Next generation sequencing (NGS)

NGS was conducted using AmpliSeq Cancer Hotspot Panel (v2) (Life Technologies, Carlsbad, California) for targeted multi-gene amplification as described previously [29]. Sequencing data of the targeted genes were analyzed using Torrent Suite (Life Technologies). Mutations were identified and annotated through both Torrent Variant Caller and direct visual inspection of the binary sequence alignment/map (BAM) file on the Broad Institute’s Integrative Genomics Viewer (IGV) [30]. Melanoma specimens were analyzed for BRAF (NM_004333), KIT (NM_000222), NRAS (NM_002524) and PIK3CA (NM_006218) genes for clinical reporting. BRAF mutations of the first 152 melanoma specimens were previously categorized based on their impact on the kinase activity [17]. KRAS (NM_033360) and HRAS (NM_005343) mutations were retrospectively analyzed to elucidate coexistence of RAS and kinase-impaired BRAF mutations. GNAQ (NM_002072) and GNA11 (NM_002067) mutations were retrospectively analyzed for the uveal melanomas. During our validation of this NGS assay, a cutoff of background noise at 2% was chosen for single nucleotide variations [31]. BRAF mutations were categorized according to the recently proposed classification scheme [23]. These included class-1 (high kinase activity involving codon 600), class-2 (high or intermediate kinase activity involving codons outside 600), and class-3 (impaired kinase activity) mutations.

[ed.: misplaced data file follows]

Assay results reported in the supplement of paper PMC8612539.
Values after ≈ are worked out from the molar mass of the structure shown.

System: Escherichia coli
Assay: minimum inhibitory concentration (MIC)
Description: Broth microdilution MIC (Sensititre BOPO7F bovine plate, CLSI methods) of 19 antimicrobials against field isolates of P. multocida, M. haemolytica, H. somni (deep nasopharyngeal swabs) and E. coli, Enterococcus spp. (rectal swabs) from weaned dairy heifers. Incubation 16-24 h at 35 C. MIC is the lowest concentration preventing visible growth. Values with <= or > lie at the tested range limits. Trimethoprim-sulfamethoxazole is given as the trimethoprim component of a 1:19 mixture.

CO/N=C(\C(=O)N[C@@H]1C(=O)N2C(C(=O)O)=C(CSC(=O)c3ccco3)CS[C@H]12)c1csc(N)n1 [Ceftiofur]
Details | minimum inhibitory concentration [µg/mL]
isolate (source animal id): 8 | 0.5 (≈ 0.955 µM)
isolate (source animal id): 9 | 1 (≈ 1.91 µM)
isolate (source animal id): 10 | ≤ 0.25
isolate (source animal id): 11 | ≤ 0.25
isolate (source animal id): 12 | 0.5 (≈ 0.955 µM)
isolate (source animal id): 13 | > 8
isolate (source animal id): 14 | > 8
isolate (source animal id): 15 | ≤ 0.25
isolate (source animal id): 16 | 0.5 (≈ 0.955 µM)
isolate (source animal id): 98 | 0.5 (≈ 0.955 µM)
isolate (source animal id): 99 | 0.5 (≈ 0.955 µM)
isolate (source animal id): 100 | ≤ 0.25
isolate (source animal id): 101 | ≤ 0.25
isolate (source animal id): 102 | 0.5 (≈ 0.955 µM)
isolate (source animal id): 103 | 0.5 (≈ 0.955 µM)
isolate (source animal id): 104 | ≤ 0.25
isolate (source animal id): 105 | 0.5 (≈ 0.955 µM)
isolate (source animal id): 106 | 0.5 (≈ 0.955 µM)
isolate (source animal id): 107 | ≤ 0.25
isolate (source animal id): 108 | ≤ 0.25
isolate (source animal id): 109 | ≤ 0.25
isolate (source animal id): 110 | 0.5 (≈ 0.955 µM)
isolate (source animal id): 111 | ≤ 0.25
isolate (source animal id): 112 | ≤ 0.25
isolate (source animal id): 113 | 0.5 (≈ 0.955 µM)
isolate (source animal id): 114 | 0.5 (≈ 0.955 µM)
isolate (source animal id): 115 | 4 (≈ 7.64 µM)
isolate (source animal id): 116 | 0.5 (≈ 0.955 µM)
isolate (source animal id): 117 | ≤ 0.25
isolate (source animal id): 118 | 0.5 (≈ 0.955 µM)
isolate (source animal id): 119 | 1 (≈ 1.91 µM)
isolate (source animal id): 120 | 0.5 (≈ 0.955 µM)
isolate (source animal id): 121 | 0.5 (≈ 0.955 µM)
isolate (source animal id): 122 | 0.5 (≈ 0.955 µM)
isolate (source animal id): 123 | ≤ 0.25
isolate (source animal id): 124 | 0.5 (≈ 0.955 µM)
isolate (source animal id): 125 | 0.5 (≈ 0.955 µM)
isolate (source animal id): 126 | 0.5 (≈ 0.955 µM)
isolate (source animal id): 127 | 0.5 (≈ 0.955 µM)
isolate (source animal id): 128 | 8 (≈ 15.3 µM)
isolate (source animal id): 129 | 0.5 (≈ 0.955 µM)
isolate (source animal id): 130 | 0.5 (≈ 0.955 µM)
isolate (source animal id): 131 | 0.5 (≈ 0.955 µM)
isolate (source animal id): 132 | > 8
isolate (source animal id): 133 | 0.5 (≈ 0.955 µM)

Statistical analysis

Fisher exact test or χ2 test were performed to calculate P values.

Results

Mutational profiling of 446 melanomas

NGS revealed 118 (26%) of 446 melanomas with no mutation, 42% with BRAF mutations, 25% with NRAS mutations, 4.9% with KIT mutations, and 2.0, 2.7 and 2.7% with HRAS, KRAS and PIK3CA mutations, respectively (Table 1). Metastatic melanomas of unknown origin or without information of the primary site showed similar mutation rates to those of cutaneous melanomas, suggesting most of these cases were of cutaneous origin. Mucosal melanomas showed a higher incidence of no mutation (P < .01) and a lower incidence of BRAF mutations (P < .001), as compared to those of cutaneous melanomas. Analysis of the GNA11 and GNAQ genes in two metastatic uveal melanomas revealed GNA11 p.Q209L and GNAQ p.Q209P, respectively.

Table 1 Mutational profiling of 446 melanomas

BRAF mutations

A total of 30 unique BRAF mutations were detected in 189 BRAF-mutated melanomas, including one tumor with two BRAF mutations (Table 2). Eighteen (9%) mutations were located within exon 11 and 172 (91%) within exon 15. p.V600E (62%) and p.V600K (14%) were the two most common BRAF mutations (Fig. 1). Mutations occurring outside codon 600 were seen in 43 tumors (23% of BRAF-mutated melanomas or 9.6% of melanomas). There were 147 (77%) class-1 mutations, 14 (7.4%) class-2 or likely class-2 mutations, and 22 (12%) class-3 or likely class-3 mutations (impaired kinase activity) and 7 mutations of unknown class (3.7%) (Table 2 and Fig. 1). The overall incidence among this cohort with 446 melanoma specimens is 33% for class-1 mutation (26% for p.V600E and 6.1% for p.V600K), 3.1% for class-2 mutations, and 4.9% for class-3 mutations (Table 3). Common locations affected by class-3 BRAF mutations were codons 594 (7 tumors), 466 (6 tumors) and 467 (4 tumors).

Table 2 BRAF mutations in 189 melanomas
Fig. 1
figure1